Movement: Trends and challenges in active travel
Each month, the Quality of Life Foundation Associates meet to discuss one of our six themes: control, health, nature, wonder, movement and belonging.
The subject of this workshop was movement, and its aim was to understand trends and challenges that face the promotion of active travel when designing, commissioning or consulting in neighbourhoods. Guests were Isla Jackson, Civic Engineers, who shared how Glasgow’s Flourishing Molendinar project is helping children get to their primary and secondary schools, and public health specialist, Lucy Saunders, who talked us through her development of the Healthy Streets index.
Blackhill in North East Glasgow scores highly on the deprivation index and residents don’t have easy access to public transport, nor is there much private vehicle use. Wedged between two major motorways, the community’s children negotiate the busy slip road daily and on foot. Poor sight lines coupled with speeding vehicles have meant near misses and incidents of children getting hurt.
When local children’s activity and community group St Paul’s Youth Forum lobbied the local council for assistance, they became frustrated that they were not getting anywhere quickly enough and took matters into their own hands. They painted segregated cycle lanes on the neighbourhood roads, which pushed the issue up the council’s agenda, and the forum took the idea to Sustrans.
As a result, Glasgow City Council is repurposing carriageway space to have segregated cycle lanes and to improve the footway so that people have more space to move around safely. The teams are now applying for approval to connect the new bike and walking paths into Glasgow’s The Avenues to cater for commuters and city centre trips.
The Healthy Streets matrix has been adopted in cities such as London, aiming to make the ‘default’ for street and movement design people-focused. The matrix is a set of 10 indicators depicting how people feel on streets.
Its choice of wording is purposeful, and designed to open the conversation beyond consultants who are the majority of those with a voice in this space. The strategy was to ensure its framing and presentation helped it appear not ‘owned’ by anyone; for it to be unthreatening to incumbent mayors, remain in place and become the new, and better, default benchmark for policy.
London has managed to focus on design details of proposals while looking at the governance of decision making around the 10 healthy Streets indicators. Lucy notices that other cities are trying to make change in spite of the system and in London they’re trying to make the system drive the changes. Changes aren’t necessarily big, or flashy, and they may focus on the ‘feel’ rather than the ‘look’ of the environment. Her prime example was the roll-out of 20 m/h streets and the introduction of ‘school streets’, which have largely been enforced through signage. These projects aren’t exciting but are fundamentally making life easier for people day to day.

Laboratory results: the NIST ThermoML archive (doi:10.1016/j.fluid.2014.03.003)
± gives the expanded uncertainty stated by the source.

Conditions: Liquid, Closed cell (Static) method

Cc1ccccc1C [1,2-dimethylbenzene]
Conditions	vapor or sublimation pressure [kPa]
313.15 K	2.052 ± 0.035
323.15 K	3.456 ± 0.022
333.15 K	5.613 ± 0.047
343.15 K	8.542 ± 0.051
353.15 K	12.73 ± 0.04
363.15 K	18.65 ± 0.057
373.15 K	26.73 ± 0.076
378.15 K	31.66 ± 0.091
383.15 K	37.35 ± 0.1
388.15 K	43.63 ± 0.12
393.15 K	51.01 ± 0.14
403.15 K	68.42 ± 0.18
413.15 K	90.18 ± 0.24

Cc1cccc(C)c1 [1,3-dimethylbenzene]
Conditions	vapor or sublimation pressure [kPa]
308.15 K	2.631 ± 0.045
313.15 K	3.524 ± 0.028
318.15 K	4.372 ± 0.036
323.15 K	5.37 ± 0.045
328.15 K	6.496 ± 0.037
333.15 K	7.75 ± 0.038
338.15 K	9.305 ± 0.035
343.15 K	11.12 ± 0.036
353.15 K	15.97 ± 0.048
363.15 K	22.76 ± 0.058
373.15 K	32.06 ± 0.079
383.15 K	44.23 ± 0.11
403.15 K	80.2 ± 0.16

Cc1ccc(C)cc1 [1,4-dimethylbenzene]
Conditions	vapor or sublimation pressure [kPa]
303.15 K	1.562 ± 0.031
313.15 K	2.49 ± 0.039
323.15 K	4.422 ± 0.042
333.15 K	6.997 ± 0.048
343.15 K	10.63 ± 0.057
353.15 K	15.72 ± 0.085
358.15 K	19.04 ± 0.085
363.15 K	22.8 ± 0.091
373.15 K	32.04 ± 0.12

Associates discussed case studies and questions posed around blockers delivering more projects based on active travel and public transport use outside of cities. These were some of the points raised:
- Thoughtful street-scape and connection between individual developments falls short when councils don’t have a holistic plan. The best public realm requires councils to be organised, to have an agreed strategy in place and to commit to funding.
- There’s anxiety in councils about spending money to undertake innovative projects, and risking getting it wrong. Furthermore, budgets are allocated by departments, in silos. The action of one departments’ spending can contradict or undermine the ambitions of others’. Then budget becomes the excuse not to try better. Using nudge tactics, designers and consultants should demonstrate how councils can gain with better design.
- Developments which are created to promote active travel and make streets safer can live or die on community consultation. The Mini-Holland scheme in Waltham Forest was largely rejected by local business owners who didn’t understand the benefits due to poor council engagement. It was being done to the community, instead of for or with them. The scheme has now been deemed a massive success.
- We need to rethink the design for modes of transport like Crossrail which doesn’t have easily accessible toilets, potentially excluding the elderly, children, menstruating or menopausal people or those with disabilities.
- Feeling safe is different to being safe. Those who are blind or deaf perceive shared surfaces and environmental stressors differently. Where councils are asked to promote active travel, parking standards or fast-moving cars and bikes are often prioritised.
- Transport is weighted towards working commutes rather than smaller, local trips taken majoritively by mothers, children and the elderly.
- People sitting behind desks but not living in places can create a distance to engaging with the local area, as they do not necessarily see themselves (or are perhaps not seen) as the key audience
With the increase of talking about 20-mins neighbourhoods and Liveable Streets, and with COP26 coming to Glasgow in November, the conversation around promoting active travel and the focus on ‘local’ is likely to advance quicker in the near future.
What do you think? Do you have any good examples of projects that promote active travel, innovative public transport or more intelligent ways of managing car use? Get in touch with firstname.lastname@example.org. We would love to hear from you.